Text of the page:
7. tieguy

    tieguy Banned

    Yep actually agree. lets raise the bar way up high and make everyone the safest driver we can make them.
  8. over9five

    over9five Moderator Staff Member

    " I threw him three bones."

    I wonder if you hadn't thrown him the bones..... Would he have lied and made up 3 things????
  9. Covemastah

    Covemastah we keep you alive to serve this ship

    no one should be a training saftey supe unless they did package for 10 yrs without an avoidable accident!! just my opinion,but how is a guy out of college maybe 1 or 2 yrs in pkge then onto supervision show a guy with 15 / 20 yrs on the road without any accidents how to drive better ,this is not a slam to mngmnt, but the vet has years of safe driving,and a new kid is gonna dis him!!! dosnt seem right to me!!!!
  10. canon

    canon Member

    It then begs the question: since UPS considers it to be impossible to correctly follow proper methods, why have an evaluation? Just have more training.

    I mean, we all know how difficult it is to come to a complete stop and put the turn signal on. Back first? How can we be expected to remember that? And what a system for failure when we have to announce clear or hazard as the supe calls out left mirror, right mirror.

    Continued training is fine. Lying about a person's performance on an evaluation is dishonest. If anything, it lowers the bar... why strive for perfection when we know that is unobtainable? It ceases to be about training a driver and becomes an evaluation corporate uses for determining the effectiveness of management observation. If someone scores 100%, the company should be happy that all the years of past training has produced someone who follows proper safety methods probably on auto-pilot. If they are going to lie, why even leave the office? Just fill out the paperwork at your desk.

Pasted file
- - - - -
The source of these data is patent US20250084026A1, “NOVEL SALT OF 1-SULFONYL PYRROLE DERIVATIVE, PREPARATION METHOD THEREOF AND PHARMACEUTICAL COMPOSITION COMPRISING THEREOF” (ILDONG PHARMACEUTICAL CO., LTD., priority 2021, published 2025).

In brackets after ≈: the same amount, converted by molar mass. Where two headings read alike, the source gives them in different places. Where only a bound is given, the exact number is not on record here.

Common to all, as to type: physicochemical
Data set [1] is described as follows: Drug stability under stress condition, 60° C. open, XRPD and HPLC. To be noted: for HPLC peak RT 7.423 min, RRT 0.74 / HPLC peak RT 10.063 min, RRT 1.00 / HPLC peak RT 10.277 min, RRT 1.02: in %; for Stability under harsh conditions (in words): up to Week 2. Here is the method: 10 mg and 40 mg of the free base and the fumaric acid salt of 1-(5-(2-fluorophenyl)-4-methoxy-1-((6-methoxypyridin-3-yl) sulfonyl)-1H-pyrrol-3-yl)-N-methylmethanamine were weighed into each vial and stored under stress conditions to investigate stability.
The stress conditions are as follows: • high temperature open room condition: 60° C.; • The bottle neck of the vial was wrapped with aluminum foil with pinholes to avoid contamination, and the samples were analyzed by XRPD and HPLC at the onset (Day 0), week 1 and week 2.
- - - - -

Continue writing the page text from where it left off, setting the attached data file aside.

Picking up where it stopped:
Should I not try to deliver all my airs before the commit time? Should I not even try to beat the 17:00 close time on businesses? Let's face it, if I'm making perfect service everyday for years on end, how can I improve on making service?
  11. canoworms

    canoworms Member

    No he would not have made them up. I carry a copy of the 340's with me on the road. As a steward I've made it my business to know as many of these as I can since I always try to lead by example. When a noobie, whether salary or hourly, asks me a question, I want to be able to give them a clear and concise answere. A well taught sup is always an asset.
  12. raceanoncr

    raceanoncr Well-Known Member

    Yes, here in feeders, the sups say they have to ding you on at least 8 marks.

    Let's see...I've been driving cars, trucks, heavy equipment for over 45 yrs with no crashes, accidents or even dings...29 yrs with this company, and you (the sup) have been driving, er, excuse me, training to drive for 3 weeks and you're gonna ding ME?